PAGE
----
But first, a small diversion. It was Groundhog Day on Tuesday (February 2nd) so I should point out that, regarding the hog bit, there is a pig-related street names post on this blog and you can read it here.
As far as the ground bit goes, there has been a bit of a debate about Golden Square and whether it was really a plague pit. Some sources say it was, others are adamant that it was not.
Still, it was a good excuse for me to start looking into plague pits, and I found a great website with a list of confirmed and possible plague pit sites. So that could be a post theme for the not too distant future.
In the meantime, before I lose the thread of parts of speech street names, why not look at a few noun street names? (We have done quite a few of them before, in other categories, such as clothing and culinary, but we won’t let that slow us down.)
And we can start with Air Street, just off Regent Street. This street was in existence by 1659, when it would have been at the very western end of the city; however, its name is nothing to do with air or open space. It was also called Ayr Street and may have been named for Thomas Ayres, a local builder and brewer. Apparently it is “innocent of literary or historic associations”.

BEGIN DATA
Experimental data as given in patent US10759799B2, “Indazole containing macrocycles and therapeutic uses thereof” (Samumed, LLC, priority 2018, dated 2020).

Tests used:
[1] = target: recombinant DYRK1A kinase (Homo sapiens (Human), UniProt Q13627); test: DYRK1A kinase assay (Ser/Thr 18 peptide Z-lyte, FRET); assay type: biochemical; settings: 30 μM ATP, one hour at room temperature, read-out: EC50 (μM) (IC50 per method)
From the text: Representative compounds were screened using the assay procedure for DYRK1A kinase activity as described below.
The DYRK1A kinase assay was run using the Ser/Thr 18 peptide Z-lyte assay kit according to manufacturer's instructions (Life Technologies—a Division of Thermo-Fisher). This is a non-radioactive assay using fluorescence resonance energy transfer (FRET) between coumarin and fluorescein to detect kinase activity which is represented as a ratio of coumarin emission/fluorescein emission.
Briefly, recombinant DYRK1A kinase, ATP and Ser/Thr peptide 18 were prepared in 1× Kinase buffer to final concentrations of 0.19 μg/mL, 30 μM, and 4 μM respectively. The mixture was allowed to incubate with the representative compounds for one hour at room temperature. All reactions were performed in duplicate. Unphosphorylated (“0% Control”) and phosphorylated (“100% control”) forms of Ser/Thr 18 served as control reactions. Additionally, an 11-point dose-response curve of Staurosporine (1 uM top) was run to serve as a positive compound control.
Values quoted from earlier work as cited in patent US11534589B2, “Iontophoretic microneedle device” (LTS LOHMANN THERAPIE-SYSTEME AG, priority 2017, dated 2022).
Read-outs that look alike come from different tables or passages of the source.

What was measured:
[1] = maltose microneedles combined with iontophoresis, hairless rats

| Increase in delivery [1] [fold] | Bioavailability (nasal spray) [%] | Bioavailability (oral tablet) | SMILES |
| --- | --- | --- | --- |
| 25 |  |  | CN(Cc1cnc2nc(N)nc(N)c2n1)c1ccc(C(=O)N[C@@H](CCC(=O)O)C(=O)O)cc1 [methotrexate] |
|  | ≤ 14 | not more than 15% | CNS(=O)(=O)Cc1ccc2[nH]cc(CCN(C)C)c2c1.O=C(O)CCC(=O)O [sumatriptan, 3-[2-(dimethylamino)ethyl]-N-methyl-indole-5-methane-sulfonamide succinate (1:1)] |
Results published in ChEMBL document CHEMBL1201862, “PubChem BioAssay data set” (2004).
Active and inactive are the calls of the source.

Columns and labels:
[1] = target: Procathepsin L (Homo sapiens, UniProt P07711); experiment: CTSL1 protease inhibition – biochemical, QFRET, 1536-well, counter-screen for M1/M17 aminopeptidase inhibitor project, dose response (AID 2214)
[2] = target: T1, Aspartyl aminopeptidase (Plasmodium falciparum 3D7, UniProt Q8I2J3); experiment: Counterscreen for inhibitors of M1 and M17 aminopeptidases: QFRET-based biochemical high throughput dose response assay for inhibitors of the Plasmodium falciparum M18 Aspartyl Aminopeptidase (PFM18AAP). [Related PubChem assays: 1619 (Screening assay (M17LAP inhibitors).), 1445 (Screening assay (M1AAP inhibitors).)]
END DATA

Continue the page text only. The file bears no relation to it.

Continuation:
Bell Yard off Fleet Street takes its name from an inn that no longer stands, and where William Shakespeare was a frequent patron. The only surviving letter to him was penned here in 1598 by Richard Quyney (who wrote to his “loving friend and countryman’). Quyney’s son Thomas married Shakespeare’s younger daughter. Charles Dickens had an office in the yard in 1831.
Frying Pan Alley takes its name from a shop sign, common with ironmongers and braziers, and also used for taverns. The Clerkenwell historian WJ Pinks said of an earlier alley with this name that it was only two and a half feet wide. Lest the reader should be in any doubt as to how narrow that was, he goes on to inform us that there was not enough “room in it to get a full sized coffin out without turning it on edge”.
Names like Dunghill Lane and Filth Alley help conjure up a pretty good image of what roads in London were like some time ago and puts the modern problem of ‘doggie doo’ into context. Gravel Lane, along with its neighbour Stoney Lane, was probably so named because of the fact that it had, unusually, a surface other than mud. Up until the 17th century, this was relatively rare – certainly rare enough for names like Gravel Lane and Paved Alley.
Gun Street takes its name from the nearby artillery grounds. The artist Mark Gertler (see Elder Street) was born here in 1891. There was once a Gun Square, and there is a Gunmakers Lane, which takes its name from the London Small Arms Factory, which was on adjoining land.
Wood Street’s name dates back to the 12th century, supposedly from the fact that all the houses there were built of wood (in spite of Richard I’s farsighted edict that all houses should be built of stone to avoid the risk of fire). It could also be that, as with so many other streets in the Cheapside area, it was given the name wood because wood was sold there. (There was a Roman fort here in the first and second centuries; the north-south road in it coincides with the top end of Wood Street, which could then arguably be the oldest street in the city.)
Oh, yes, Flintlock Close. Sorry, but I haven’t been able to find out anything about this other than that it has a great name and fits in with Gun Street.